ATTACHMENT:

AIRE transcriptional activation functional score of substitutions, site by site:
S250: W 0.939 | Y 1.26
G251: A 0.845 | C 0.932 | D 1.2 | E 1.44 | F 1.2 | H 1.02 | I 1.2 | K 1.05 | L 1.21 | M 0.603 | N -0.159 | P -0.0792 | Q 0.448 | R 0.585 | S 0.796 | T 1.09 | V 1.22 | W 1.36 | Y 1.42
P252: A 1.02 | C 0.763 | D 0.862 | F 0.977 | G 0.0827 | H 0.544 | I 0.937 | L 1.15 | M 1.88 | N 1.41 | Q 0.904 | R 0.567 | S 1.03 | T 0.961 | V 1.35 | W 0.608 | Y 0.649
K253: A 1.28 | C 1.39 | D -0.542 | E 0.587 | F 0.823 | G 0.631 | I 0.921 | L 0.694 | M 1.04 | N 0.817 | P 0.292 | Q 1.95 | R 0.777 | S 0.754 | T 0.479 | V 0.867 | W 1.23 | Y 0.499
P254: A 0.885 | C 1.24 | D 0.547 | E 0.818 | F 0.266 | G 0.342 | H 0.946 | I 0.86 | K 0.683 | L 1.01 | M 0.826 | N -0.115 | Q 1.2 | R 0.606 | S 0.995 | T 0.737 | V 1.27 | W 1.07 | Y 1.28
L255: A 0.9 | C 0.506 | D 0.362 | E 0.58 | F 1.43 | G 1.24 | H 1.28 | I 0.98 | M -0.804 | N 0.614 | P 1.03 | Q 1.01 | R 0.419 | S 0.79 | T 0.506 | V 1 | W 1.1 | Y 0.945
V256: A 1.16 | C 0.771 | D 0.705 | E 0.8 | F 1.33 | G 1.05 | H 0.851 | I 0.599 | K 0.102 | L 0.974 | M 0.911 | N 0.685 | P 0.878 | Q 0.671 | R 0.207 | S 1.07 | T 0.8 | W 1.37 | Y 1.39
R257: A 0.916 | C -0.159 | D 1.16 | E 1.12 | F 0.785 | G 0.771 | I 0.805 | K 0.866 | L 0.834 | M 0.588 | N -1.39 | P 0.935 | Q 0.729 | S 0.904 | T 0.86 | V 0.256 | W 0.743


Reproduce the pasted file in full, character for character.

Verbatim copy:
AIRE transcriptional activation functional score of substitutions, site by site:
S250: W 0.939 | Y 1.26
G251: A 0.845 | C 0.932 | D 1.2 | E 1.44 | F 1.2 | H 1.02 | I 1.2 | K 1.05 | L 1.21 | M 0.603 | N -0.159 | P -0.0792 | Q 0.448 | R 0.585 | S 0.796 | T 1.09 | V 1.22 | W 1.36 | Y 1.42
P252: A 1.02 | C 0.763 | D 0.862 | F 0.977 | G 0.0827 | H 0.544 | I 0.937 | L 1.15 | M 1.88 | N 1.41 | Q 0.904 | R 0.567 | S 1.03 | T 0.961 | V 1.35 | W 0.608 | Y 0.649
K253: A 1.28 | C 1.39 | D -0.542 | E 0.587 | F 0.823 | G 0.631 | I 0.921 | L 0.694 | M 1.04 | N 0.817 | P 0.292 | Q 1.95 | R 0.777 | S 0.754 | T 0.479 | V 0.867 | W 1.23 | Y 0.499
P254: A 0.885 | C 1.24 | D 0.547 | E 0.818 | F 0.266 | G 0.342 | H 0.946 | I 0.86 | K 0.683 | L 1.01 | M 0.826 | N -0.115 | Q 1.2 | R 0.606 | S 0.995 | T 0.737 | V 1.27 | W 1.07 | Y 1.28
L255: A 0.9 | C 0.506 | D 0.362 | E 0.58 | F 1.43 | G 1.24 | H 1.28 | I 0.98 | M -0.804 | N 0.614 | P 1.03 | Q 1.01 | R 0.419 | S 0.79 | T 0.506 | V 1 | W 1.1 | Y 0.945
V256: A 1.16 | C 0.771 | D 0.705 | E 0.8 | F 1.33 | G 1.05 | H 0.851 | I 0.599 | K 0.102 | L 0.974 | M 0.911 | N 0.685 | P 0.878 | Q 0.671 | R 0.207 | S 1.07 | T 0.8 | W 1.37 | Y 1.39
R257: A 0.916 | C -0.159 | D 1.16 | E 1.12 | F 0.785 | G 0.771 | I 0.805 | K 0.866 | L 0.834 | M 0.588 | N -1.39 | P 0.935 | Q 0.729 | S 0.904 | T 0.86 | V 0.256 | W 0.743